Day 7 & 8:Can’t remember what exactly happened during these two days. I was drained, and totally shutting down. I remembered the tables were so small and low, I have to bend down all the time while surrounded by groups of women and children. The noise, the heat, and the environment was sweeping over me like waves after waves. Due to the heat and long bus ride, more people felt unwell. I forced myself to drink lots and lots of water, and I survived the hardest period during this trip.
Day 9:Visited the last community! The kids there were overwhelming. They dragged you everywhere, touched your hair, put their little hands in your pocket digging for stuffs. I went to the bathroom with ten kids surrounding the door. Last time using MamaNatalie, my energy level left only 10% while doing it. A long day ended with kids holding my hands, grabbing my leg, and singing my name.
Day 10:Meeting with Ministry of Health again with reporters, and many cameras. Seemed like we’ll all be in Peten news! Our efforts had been paid off. Our MamaNatalie, menstrual pads, and First Aid sessions benefited the locals so much that the MOH will continue teaching the midwives and women with MamaNatalie and menstrual pad making. I felt so grateful. Drove back to Flores and finally SHOPPING TIME!!! (didn’t buy a lot because I was… exhausted). Day ended with a two-dollar ice cream.
Day 11: Guatemala City was raining and flight was delayed. Almost missed our Miami flight back to Toronto because of that. One American said “look at those crazy Canadian girls running in airport.” First thing back home is feeling extremely cold in 20ish temperature, but home sweet home :”)
I have to thank Centennial College for this amazing opportunity.Thank all the staffs from World Renew. Thank you Marg, Roya & Jo! Although we faced many ups and downs in this trip, extreme deprivation of veggies, tears and laughter, it was an experience that could only be experienced. It made me question my values, tested my limits, and forced me to grow. Thank you Guatemala! Someone told me this quote during this trip “You have to do other won’t, so you can have other can’t.” and of course my own quote “IT’S ONCE IN A LIFETIME!!!”
My first video blog and moving images that I had captured while I am here in Llano Bonito. I invite you to listen and see what I am experiencing and be apart of it as well.
Waking Up with the Natural Universe
Every morning I arise to the sound of the Rooster in LLano Bonito. My first morning here, I was woken up by the sound of the Rooster, house cats, the school children, and cars zooming by the house. I live in front of an elementary school, and the students usually starts class at 7am in the morning. I can hear them recite and repeat speeches in unison. This school is also where I will be assisting the students. I had attended a bullying intervention at this school. The activity was an hour long and was facilitated by the University students of Costa Rica. I had visited two other schools as well. One of the school, I will be helping the students with an upcoming English festival, that includes a spelling bee, an impromptu, and a theatrical speech.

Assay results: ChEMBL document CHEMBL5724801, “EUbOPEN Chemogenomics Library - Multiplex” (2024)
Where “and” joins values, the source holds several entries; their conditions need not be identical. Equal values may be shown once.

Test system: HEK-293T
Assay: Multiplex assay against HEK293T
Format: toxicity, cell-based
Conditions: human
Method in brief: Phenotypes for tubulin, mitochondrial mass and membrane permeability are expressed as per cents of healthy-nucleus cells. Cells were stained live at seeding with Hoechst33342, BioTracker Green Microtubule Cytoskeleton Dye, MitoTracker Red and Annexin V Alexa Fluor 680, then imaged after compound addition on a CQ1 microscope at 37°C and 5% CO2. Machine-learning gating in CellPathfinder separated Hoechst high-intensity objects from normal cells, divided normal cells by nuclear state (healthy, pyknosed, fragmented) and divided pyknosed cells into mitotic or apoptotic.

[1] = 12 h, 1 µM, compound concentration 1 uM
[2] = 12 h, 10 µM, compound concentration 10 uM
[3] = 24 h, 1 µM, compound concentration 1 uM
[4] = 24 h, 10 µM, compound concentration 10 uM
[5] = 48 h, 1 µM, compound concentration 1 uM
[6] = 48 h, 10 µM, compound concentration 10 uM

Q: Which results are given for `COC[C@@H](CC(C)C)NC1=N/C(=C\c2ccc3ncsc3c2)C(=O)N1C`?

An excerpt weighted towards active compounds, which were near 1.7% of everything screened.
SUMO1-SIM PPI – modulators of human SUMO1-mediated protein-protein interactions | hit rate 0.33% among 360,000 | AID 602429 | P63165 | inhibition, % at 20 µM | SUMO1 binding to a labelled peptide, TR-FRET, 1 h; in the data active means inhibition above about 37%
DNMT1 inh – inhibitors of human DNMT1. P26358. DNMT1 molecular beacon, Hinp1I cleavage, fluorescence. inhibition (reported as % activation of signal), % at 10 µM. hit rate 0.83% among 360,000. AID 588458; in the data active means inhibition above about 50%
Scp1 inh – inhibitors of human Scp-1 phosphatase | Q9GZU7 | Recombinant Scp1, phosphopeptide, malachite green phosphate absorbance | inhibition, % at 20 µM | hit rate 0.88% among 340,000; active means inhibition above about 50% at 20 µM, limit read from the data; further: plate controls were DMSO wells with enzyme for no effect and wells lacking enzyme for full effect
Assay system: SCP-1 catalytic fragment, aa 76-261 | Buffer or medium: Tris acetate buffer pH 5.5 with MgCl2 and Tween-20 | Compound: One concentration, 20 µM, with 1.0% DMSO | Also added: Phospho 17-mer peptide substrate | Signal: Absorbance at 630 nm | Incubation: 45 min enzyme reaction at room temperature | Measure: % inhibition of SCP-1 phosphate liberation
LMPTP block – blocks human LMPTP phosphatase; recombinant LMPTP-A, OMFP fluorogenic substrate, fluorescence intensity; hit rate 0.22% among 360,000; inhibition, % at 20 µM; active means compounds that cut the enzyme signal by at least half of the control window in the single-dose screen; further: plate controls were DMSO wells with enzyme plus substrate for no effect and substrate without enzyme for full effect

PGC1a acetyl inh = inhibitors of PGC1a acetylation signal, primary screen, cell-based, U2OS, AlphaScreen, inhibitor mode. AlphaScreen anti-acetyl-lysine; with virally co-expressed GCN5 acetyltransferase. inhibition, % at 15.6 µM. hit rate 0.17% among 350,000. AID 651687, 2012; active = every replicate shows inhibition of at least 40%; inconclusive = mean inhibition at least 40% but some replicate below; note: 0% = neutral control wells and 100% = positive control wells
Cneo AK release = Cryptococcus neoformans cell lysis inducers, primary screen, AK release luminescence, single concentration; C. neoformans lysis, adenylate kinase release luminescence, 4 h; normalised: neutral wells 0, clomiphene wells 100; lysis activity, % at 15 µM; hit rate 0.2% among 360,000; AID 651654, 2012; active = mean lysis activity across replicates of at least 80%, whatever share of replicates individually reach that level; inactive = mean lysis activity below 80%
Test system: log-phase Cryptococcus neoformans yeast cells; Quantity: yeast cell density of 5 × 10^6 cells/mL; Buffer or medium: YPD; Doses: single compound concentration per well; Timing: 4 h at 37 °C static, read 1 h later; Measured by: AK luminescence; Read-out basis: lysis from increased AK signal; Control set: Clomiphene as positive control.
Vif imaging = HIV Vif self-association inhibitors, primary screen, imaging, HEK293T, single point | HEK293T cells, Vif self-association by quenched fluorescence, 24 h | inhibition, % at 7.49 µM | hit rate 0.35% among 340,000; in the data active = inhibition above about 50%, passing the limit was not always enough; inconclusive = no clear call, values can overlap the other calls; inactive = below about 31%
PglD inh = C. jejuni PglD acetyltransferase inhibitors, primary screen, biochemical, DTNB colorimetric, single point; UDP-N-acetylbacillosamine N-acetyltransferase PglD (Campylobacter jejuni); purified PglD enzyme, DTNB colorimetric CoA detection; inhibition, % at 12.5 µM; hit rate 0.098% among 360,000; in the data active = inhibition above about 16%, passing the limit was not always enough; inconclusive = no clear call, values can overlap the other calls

Early in the morning around 5 am here, birds are singing and chirping happily. There are many hummingbirds, tiny creatures that flutters their wings in lightning speed while drinking the nectars of the purple butterfly bush. I also wake up to freshly new insect and mosquito bites. What is helpful is wearing light clothing, long pants, shirts and pants helps to deter them from doing this. Living higher in the mountains, it gets cold here at night and early mornings. But the late mornings and afternoons temperature increases. The sounds, sight, taste, and smell while living here is new to me but is very natural. What senses that trigger special moments in your life?
I had a days in at Proal the day after my arrival. I had the chance to observe the ladies at Proal provide a bio-energy assessment. Bio-energy assessment that the ladies at Proal utilized originated in Japan. They use a copper rod to assess the body starting from the head and moving inferiorly. Herbal medicine are used during this assessment as well. I am learning more and more about this throughout my time at Proal.
At the end of my first day at Proal in Llano Bonito, Costa Rica, I had the chance to do an active, passive, and resisted range of motion on a forearm. I was able to eliminate the possible cause produce the pain and what muscle is affected. ¡Exactamente! exclaimed the person, as I pinpoint the area that is affected. The extensor digitorum muscles that extends digits 1-4. During the assessment, digit 1-3 reenacted the pain in the forearm area. What I learned from my Clinical Anatomy and Orthopaedic & Biomechanic program classes were very helpful to help me figure this out. The days are going by quickly, and I am learning more and more of how I can utilize my learning in the Massage Therapy Program at Centennial in Proal in Llano Bonito, Costa Rica. Having to trust myself with independent research, getting feed back from my classmate and another student in the health related program at Centennial, figuring it out and building confidence in myself is a challenge. Have you been in a situation where its up to you to figure things out? How did you feel? What steps did you take?
Proal is a health based association that marriage the idea that nature and people are in the same circle of life. I and a fellow Centennial student are doing our internship here. On the day of arrival in San José, the Capital of Costa Rica, we landed in the Juan Santamaría International Airport. Our pick up ride was awaiting for us with a sign written with Centennial College and our names.
We quickly exchanged our American dollars into Costa Rican Colones at a bank between the ride from San José to Llano Bonito. I soon figured that it is easier to exchange the majority of my American dollars into Colones because I will eliminate the need to calculate the exchange rate when I purchase something here. From there we headed to our homestay family and it was quite the sight through the twist and turns of the mountains among the rain. At one point the hills were so steep that we had to back track and give more gas to drive up the hills that also lead to a sharp turn.
When the rain stops, a misty cloud covers the mountains, but soon clears out and several mountains peak appears again. Would you consider living in a mountain? Why and why not? Comment below and I look forward to hearing what you have to say. 🙂